|Current season or competition:|
2021 World Club Challenge
|Number of teams||2|
|Nations|| England |
|Holders||Sydney Roosters (5th title) (2020)|
|Most titles||Sydney Roosters (5 titles)|
|Broadcast partner|| Sky Sports |
|Related competition|| Super League |
World Club Series
The World Club Challenge is an annual rugby league competition between the winners of the Australian NRL and the English Super League. The first such match was played in 1976 but did not become a regular fixture until the late 1980s. It was also punctuated in the 1990s by the Super League war but has been held every year since 2000. The Sydney Roosters are the current champions, defeating St Helens 20-12 in 2020.
Between 2015 and 2017, the World Club Challenge became the championship match for the 3 game, World Club Series. Two further exhibition matches were played prior to the main game.
As the World Club Challenge is a match between the premiers of the NRL and the Super League Champions, it has been possible for teams from New Zealand, France and Wales to win it as well as England and Australia, however, to date only English and Australian sides have competed in and won the World Club Challenge.
The competition began unofficially in 1976 as a match between Sydney's Eastern Suburbs and Premiership winners St. Helens. In 1987, another unofficial match took place when Wigan chairman Maurice Lindsay invited Manly-Warringah to Central Park.
The first official World Club Challenge was between Widnes and Canberra in 1989. Three further matches, each involving Wigan, were staged in the early 1990s with the 1994 match being staged in Australia. This would be the last time for 20 years that this would happen.
The Sydney Morning Herald , September 1992
After the 1994 match logistical issues meant the concept was put on hiatus until it was revived in 1997.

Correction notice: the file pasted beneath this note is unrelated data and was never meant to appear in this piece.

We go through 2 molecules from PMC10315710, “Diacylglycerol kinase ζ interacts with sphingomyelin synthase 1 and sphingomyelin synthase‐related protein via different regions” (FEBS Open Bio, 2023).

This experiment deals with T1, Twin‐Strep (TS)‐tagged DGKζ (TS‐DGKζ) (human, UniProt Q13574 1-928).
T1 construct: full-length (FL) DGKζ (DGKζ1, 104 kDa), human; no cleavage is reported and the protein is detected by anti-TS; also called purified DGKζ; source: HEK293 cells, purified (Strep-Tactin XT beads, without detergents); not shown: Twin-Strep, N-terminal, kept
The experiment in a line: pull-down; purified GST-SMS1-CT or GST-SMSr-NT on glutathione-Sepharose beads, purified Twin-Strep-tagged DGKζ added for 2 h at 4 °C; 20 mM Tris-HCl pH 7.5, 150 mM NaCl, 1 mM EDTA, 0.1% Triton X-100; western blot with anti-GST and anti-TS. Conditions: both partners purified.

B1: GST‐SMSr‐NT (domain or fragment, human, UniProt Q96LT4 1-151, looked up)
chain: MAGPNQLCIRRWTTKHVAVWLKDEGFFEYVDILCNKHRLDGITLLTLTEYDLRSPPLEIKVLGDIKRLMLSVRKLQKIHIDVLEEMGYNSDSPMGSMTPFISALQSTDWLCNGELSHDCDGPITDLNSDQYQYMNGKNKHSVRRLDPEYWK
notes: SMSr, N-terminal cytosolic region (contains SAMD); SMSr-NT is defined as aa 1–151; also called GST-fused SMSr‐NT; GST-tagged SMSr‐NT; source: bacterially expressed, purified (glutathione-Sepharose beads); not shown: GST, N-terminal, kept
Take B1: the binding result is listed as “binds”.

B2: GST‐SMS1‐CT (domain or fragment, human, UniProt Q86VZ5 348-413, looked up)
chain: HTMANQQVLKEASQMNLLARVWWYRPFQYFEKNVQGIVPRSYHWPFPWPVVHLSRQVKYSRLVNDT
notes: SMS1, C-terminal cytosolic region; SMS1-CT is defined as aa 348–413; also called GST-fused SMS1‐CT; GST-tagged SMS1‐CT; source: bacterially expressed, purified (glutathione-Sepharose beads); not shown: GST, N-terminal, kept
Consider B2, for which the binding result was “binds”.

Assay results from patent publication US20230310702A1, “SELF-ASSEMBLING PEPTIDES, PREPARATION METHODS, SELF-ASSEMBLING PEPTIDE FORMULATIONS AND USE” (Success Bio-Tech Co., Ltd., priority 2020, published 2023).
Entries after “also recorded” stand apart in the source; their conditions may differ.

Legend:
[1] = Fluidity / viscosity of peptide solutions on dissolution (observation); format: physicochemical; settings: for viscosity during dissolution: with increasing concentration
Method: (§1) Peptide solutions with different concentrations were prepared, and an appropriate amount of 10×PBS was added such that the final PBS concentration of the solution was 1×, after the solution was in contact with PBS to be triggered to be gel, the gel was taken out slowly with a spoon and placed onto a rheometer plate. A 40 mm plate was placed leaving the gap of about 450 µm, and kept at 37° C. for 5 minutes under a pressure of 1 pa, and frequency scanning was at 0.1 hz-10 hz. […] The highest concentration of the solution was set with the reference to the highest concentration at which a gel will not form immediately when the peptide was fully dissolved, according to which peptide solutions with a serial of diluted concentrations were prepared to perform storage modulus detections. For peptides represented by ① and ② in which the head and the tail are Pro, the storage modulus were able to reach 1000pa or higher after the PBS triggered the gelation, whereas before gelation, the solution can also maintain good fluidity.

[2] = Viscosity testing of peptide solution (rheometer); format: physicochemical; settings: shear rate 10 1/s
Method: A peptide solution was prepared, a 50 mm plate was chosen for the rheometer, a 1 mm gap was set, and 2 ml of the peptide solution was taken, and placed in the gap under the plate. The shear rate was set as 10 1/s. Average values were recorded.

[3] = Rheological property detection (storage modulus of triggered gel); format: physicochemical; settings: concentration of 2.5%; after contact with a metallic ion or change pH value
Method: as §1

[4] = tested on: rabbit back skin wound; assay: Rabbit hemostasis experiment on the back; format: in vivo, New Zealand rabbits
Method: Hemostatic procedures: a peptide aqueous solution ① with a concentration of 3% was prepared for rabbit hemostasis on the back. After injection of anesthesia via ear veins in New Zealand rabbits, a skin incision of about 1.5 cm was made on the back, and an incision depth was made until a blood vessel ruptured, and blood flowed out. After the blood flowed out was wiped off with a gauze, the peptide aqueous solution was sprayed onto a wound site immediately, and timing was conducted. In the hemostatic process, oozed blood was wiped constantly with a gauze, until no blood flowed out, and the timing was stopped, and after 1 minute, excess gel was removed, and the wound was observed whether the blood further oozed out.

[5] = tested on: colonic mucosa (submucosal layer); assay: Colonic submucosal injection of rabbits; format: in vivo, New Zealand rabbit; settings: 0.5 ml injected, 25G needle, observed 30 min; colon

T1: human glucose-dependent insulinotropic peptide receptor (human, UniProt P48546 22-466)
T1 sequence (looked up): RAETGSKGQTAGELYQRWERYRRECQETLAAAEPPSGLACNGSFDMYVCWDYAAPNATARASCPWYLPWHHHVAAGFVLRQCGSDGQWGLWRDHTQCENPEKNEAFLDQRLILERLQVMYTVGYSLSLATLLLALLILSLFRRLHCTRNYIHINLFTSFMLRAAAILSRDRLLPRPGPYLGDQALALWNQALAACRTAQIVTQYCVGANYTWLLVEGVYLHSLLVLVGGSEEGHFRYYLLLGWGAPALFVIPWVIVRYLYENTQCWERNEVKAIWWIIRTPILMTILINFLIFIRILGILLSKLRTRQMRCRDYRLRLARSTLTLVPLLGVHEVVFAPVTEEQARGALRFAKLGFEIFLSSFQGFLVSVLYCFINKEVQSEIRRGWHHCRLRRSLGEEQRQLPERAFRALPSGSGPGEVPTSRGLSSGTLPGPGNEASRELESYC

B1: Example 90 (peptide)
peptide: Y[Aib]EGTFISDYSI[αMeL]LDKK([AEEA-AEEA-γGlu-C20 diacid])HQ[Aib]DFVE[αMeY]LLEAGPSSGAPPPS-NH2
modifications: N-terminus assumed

With the outbreak of Australia's Super League War in 1995, the World Club Challenge was not staged again until 1997 when the competition was restructured to include the twenty-two clubs from the Australasian Super League and the European Super League. The twelve Australian Rugby League affiliated clubs did not take part. With six rounds in two hemispheres and $1,000,000 prize money, the competition was prohibitively expensive to stage and reportedly lost over $5,000,000. This, coupled with the poor ratings and attendances both in Australia and Europe, led to the competition being postponed for two seasons.
Returning to a one-off match between the League champions in 1998, a World Club Challenge as a show-piece fixture at Ellis Park in Johannesburg was mooted.However this did not eventuate.
When it was resurrected in 2000, the World Club Challenge was once more played between the winners of the premierships in Australasia and Europe. During this period it was contested annually in the United Kingdom in late January or early February, before the commencement National Rugby League season and the Super League season. Over this period Super League teams dominated the tournament winning 7 of 9 matches, and this led one Australian commentator to deride the competition, citing the British refusal to play the game outside of the UK, the effects of jet lag on an Australian team who arrived in England only a couple of days before the game, and wintry conditions as reasons for Australian team's poor performance. In addition, the games were being played at the beginning of the new season instead of at the end of the previous season, so the rosters of both sides had normally changed considerably, therefore the teams that took the field were not the ones that won the respective premierships. For these reasons, it was viewed as merely a pre-season warm up game by most Australasian teams and fans.
Since the 2009 tournament, its popularity has increased with stronger crowds and also with Australian teams taking the concept more seriously, Australian teams were arriving earlier to acclimatize the players and often organising warm up games with other super league sides and this created a much stronger showing and improved results. This also led to an increased movement to having the tournament staged in Australia. During this period, the matches were fixtured in late February, still before the commencement of the National Rugby League season but in the early stages of the new Super League season.[ citation needed ]